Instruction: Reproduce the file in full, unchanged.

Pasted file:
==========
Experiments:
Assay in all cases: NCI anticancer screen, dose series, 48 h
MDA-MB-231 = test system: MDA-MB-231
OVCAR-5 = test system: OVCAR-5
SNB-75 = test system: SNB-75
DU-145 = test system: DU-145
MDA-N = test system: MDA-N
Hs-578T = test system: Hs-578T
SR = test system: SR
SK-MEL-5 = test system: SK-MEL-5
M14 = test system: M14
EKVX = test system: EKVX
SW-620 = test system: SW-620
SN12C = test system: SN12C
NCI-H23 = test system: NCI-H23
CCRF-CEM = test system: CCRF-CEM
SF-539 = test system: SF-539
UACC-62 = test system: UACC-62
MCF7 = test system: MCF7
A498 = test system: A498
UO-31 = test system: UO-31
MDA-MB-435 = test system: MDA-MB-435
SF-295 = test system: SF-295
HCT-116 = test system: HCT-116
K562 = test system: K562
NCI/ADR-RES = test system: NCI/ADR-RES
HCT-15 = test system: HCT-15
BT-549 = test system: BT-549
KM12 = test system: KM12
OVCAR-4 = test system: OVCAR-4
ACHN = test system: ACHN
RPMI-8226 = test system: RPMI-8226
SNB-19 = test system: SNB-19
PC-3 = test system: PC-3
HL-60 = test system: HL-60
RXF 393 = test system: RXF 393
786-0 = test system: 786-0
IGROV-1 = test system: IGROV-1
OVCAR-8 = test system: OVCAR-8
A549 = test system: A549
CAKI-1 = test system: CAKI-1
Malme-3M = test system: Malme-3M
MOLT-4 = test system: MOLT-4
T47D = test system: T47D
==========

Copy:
Experiments:
Assay in all cases: NCI anticancer screen, dose series, 48 h
MDA-MB-231 = test system: MDA-MB-231
OVCAR-5 = test system: OVCAR-5
SNB-75 = test system: SNB-75
DU-145 = test system: DU-145
MDA-N = test system: MDA-N
Hs-578T = test system: Hs-578T
SR = test system: SR
SK-MEL-5 = test system: SK-MEL-5
M14 = test system: M14
EKVX = test system: EKVX
SW-620 = test system: SW-620
SN12C = test system: SN12C
NCI-H23 = test system: NCI-H23
CCRF-CEM = test system: CCRF-CEM
SF-539 = test system: SF-539
UACC-62 = test system: UACC-62
MCF7 = test system: MCF7
A498 = test system: A498
UO-31 = test system: UO-31
MDA-MB-435 = test system: MDA-MB-435
SF-295 = test system: SF-295
HCT-116 = test system: HCT-116
K562 = test system: K562
NCI/ADR-RES = test system: NCI/ADR-RES
HCT-15 = test system: HCT-15
BT-549 = test system: BT-549
KM12 = test system: KM12
OVCAR-4 = test system: OVCAR-4
ACHN = test system: ACHN
RPMI-8226 = test system: RPMI-8226
SNB-19 = test system: SNB-19
PC-3 = test system: PC-3
HL-60 = test system: HL-60
RXF 393 = test system: RXF 393
786-0 = test system: 786-0
IGROV-1 = test system: IGROV-1
OVCAR-8 = test system: OVCAR-8
A549 = test system: A549
CAKI-1 = test system: CAKI-1
Malme-3M = test system: Malme-3M
MOLT-4 = test system: MOLT-4
T47D = test system: T47D